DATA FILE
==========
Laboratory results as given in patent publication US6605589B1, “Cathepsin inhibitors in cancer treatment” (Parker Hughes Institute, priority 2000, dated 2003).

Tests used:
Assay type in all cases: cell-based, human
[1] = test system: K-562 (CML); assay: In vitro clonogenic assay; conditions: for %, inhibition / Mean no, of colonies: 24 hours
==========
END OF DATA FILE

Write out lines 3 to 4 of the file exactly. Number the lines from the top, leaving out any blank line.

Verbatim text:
Assay type in all cases: cell-based, human
[1] = test system: K-562 (CML); assay: In vitro clonogenic assay; conditions: for %, inhibition / Mean no, of colonies: 24 hours